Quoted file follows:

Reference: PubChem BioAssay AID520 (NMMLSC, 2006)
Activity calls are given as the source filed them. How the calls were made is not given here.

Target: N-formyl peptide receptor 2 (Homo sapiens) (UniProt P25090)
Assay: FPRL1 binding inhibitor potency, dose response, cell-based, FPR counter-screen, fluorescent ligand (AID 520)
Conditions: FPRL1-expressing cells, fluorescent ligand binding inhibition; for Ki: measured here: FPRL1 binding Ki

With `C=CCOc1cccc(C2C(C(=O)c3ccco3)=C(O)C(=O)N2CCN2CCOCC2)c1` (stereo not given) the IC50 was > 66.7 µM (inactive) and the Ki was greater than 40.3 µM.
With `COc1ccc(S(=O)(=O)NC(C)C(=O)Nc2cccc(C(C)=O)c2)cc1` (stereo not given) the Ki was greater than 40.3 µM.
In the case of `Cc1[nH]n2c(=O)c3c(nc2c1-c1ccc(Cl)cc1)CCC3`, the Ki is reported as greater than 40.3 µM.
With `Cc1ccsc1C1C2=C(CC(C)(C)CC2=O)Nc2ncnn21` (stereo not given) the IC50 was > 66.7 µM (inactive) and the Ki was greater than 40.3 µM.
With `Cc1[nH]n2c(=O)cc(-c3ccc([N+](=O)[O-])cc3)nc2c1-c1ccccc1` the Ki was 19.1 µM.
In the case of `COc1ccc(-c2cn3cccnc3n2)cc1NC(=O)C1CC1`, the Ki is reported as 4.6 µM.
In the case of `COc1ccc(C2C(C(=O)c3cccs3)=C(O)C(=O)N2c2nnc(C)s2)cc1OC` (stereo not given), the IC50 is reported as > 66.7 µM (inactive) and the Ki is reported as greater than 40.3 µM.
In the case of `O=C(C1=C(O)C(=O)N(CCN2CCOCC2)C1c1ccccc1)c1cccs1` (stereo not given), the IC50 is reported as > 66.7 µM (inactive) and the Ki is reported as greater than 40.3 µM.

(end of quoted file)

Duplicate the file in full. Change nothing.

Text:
Reference: PubChem BioAssay AID520 (NMMLSC, 2006)
Activity calls are given as the source filed them. How the calls were made is not given here.

Target: N-formyl peptide receptor 2 (Homo sapiens) (UniProt P25090)
Assay: FPRL1 binding inhibitor potency, dose response, cell-based, FPR counter-screen, fluorescent ligand (AID 520)
Conditions: FPRL1-expressing cells, fluorescent ligand binding inhibition; for Ki: measured here: FPRL1 binding Ki

With `C=CCOc1cccc(C2C(C(=O)c3ccco3)=C(O)C(=O)N2CCN2CCOCC2)c1` (stereo not given) the IC50 was > 66.7 µM (inactive) and the Ki was greater than 40.3 µM.
With `COc1ccc(S(=O)(=O)NC(C)C(=O)Nc2cccc(C(C)=O)c2)cc1` (stereo not given) the Ki was greater than 40.3 µM.
In the case of `Cc1[nH]n2c(=O)c3c(nc2c1-c1ccc(Cl)cc1)CCC3`, the Ki is reported as greater than 40.3 µM.
With `Cc1ccsc1C1C2=C(CC(C)(C)CC2=O)Nc2ncnn21` (stereo not given) the IC50 was > 66.7 µM (inactive) and the Ki was greater than 40.3 µM.
With `Cc1[nH]n2c(=O)cc(-c3ccc([N+](=O)[O-])cc3)nc2c1-c1ccccc1` the Ki was 19.1 µM.
In the case of `COc1ccc(-c2cn3cccnc3n2)cc1NC(=O)C1CC1`, the Ki is reported as 4.6 µM.
In the case of `COc1ccc(C2C(C(=O)c3cccs3)=C(O)C(=O)N2c2nnc(C)s2)cc1OC` (stereo not given), the IC50 is reported as > 66.7 µM (inactive) and the Ki is reported as greater than 40.3 µM.
In the case of `O=C(C1=C(O)C(=O)N(CCN2CCOCC2)C1c1ccccc1)c1cccs1` (stereo not given), the IC50 is reported as > 66.7 µM (inactive) and the Ki is reported as greater than 40.3 µM.